Efficacy of workplace interventions for shoulder pain: A systematic review and meta-analysis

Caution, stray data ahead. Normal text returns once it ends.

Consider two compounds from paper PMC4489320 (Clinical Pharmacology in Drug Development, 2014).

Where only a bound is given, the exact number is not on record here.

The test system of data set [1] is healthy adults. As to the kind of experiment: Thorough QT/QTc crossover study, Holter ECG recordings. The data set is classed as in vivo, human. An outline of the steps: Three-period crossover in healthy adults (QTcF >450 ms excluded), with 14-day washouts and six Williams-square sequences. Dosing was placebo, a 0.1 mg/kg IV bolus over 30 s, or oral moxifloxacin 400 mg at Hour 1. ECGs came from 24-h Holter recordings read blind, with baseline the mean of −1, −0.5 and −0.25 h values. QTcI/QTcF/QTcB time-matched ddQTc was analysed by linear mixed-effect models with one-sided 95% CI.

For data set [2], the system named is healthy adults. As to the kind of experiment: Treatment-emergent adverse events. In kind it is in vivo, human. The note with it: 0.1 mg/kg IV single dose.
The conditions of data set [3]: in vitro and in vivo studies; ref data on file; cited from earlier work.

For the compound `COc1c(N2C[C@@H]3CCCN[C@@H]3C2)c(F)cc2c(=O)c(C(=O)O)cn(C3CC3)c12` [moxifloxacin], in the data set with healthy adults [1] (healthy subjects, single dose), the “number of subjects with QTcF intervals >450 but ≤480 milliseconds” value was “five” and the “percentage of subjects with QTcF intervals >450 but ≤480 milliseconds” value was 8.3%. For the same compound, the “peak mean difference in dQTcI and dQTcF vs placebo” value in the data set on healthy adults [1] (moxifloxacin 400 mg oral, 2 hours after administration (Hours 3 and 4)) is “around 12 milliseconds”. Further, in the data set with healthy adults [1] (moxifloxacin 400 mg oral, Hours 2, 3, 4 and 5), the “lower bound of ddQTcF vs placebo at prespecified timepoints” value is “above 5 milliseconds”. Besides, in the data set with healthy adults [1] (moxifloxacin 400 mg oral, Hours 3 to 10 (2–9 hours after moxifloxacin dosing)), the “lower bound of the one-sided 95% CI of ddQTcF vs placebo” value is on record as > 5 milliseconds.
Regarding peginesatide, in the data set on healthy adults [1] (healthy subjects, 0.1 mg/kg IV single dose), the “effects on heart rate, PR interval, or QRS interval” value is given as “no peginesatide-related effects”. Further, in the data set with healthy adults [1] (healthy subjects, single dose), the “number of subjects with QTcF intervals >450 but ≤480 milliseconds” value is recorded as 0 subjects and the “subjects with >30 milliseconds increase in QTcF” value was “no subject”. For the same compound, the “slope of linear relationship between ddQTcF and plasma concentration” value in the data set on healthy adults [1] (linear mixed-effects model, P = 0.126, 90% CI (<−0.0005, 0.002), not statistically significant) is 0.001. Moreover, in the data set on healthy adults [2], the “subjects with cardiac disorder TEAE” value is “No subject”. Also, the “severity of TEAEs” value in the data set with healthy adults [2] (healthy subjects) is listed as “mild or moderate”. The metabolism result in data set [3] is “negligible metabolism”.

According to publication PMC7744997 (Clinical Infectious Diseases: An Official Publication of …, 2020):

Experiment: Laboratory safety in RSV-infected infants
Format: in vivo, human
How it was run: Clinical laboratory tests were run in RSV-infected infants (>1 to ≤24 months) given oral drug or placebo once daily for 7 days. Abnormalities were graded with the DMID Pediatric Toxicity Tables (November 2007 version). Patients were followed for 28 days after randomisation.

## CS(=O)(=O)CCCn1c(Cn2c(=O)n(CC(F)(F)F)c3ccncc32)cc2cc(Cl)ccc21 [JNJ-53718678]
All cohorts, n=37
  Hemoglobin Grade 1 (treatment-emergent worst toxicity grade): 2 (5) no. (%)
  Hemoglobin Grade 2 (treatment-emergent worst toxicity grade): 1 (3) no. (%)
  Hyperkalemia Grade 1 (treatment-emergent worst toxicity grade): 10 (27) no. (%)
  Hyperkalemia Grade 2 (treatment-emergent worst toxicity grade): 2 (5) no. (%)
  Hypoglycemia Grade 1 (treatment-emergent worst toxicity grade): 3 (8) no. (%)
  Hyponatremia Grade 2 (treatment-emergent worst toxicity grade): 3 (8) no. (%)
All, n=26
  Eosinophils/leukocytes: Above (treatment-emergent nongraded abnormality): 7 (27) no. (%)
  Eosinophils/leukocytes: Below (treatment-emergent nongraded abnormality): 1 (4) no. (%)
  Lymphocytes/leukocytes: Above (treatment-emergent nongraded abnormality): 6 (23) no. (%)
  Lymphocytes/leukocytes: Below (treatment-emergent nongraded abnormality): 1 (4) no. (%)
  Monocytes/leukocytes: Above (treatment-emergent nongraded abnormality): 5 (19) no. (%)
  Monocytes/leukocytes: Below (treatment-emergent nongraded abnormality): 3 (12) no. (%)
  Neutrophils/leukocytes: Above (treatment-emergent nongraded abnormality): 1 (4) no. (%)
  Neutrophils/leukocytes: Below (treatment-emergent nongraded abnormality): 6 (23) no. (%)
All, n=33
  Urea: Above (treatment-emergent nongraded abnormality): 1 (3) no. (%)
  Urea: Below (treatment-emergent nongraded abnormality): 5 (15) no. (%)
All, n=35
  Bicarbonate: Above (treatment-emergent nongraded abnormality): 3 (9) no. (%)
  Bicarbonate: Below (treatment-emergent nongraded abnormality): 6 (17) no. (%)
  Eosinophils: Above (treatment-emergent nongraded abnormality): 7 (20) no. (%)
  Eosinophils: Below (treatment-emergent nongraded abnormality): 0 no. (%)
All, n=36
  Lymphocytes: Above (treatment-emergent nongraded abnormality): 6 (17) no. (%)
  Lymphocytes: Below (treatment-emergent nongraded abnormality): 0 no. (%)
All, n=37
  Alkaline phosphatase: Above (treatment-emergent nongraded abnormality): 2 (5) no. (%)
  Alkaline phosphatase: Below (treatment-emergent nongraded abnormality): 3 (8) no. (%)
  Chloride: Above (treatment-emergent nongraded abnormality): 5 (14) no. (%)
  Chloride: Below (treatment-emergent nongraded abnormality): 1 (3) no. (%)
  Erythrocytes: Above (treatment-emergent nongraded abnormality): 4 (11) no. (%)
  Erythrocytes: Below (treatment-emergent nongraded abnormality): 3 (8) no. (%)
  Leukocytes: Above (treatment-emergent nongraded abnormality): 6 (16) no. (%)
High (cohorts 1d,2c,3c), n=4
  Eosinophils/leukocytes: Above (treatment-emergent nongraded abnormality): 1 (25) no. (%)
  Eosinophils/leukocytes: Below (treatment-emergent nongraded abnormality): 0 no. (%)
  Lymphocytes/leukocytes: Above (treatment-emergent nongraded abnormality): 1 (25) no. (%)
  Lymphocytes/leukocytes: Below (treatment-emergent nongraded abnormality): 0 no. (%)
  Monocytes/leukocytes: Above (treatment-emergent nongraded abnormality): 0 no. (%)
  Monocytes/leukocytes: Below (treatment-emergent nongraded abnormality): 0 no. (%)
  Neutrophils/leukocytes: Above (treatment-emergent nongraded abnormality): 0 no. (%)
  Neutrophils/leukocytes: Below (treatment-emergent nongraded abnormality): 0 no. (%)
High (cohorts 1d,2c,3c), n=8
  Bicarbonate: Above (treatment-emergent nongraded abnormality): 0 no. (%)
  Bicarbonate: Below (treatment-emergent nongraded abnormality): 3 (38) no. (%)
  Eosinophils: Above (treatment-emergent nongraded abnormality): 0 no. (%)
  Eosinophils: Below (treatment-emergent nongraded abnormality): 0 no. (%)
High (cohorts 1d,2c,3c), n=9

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OBJECTIVE: To perform a systematic review and meta-analysis of randomized controlled trials on the efficacy of workplace-based interventions to prevent or treat shoulder pain. DATA SOURCES: A systematic review of 4 databases was performed up to January 2016. STUDY SELECTION: Randomized controlled trials were included if the intervention under study was a workplace-based intervention performed to prevent or reduce shoulder pain and disability in workers. DATA EXTRACTION: The methodological quality of the studies was evaluated and meta-analyses were conducted. Pooled mean differences and risk ratios were calculated. DATA SYNTHESIS: Data from 4 studies on strengthening exercises performed in the workplace for workers with shoulder pain (n = 368) were pooled. A statistically significant reduction in pain intensity was observed compared with different control interventions (mean differences (scale out of 10) 1.31 (95% confidence interval (95% CI) 0.86-1.76)). Pooled data from 5 studies on the efficacy of workstation modifications (n = 2,148) showed a statistically significant reduction in the prevalence of shoulder pain with a risk ratio of 1.88 (95% CI 1.20-2.96) compared with different control interventions. CONCLUSION: Low-grade evidence exists that a workplace exercise programme may reduce the intensity of shoulder pain, and that workstation modifications may reduce the prevalence of shoulder pain.
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